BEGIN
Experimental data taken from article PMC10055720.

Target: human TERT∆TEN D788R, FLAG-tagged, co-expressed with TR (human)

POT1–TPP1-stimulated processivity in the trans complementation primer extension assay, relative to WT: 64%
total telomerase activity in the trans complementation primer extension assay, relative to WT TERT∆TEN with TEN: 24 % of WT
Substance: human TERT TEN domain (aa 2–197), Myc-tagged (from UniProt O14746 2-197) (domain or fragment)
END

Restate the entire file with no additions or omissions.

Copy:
Experimental data taken from article PMC10055720.

Target: human TERT∆TEN D788R, FLAG-tagged, co-expressed with TR (human)

POT1–TPP1-stimulated processivity in the trans complementation primer extension assay, relative to WT: 64%
total telomerase activity in the trans complementation primer extension assay, relative to WT TERT∆TEN with TEN: 24 % of WT
Substance: human TERT TEN domain (aa 2–197), Myc-tagged (from UniProt O14746 2-197) (domain or fragment)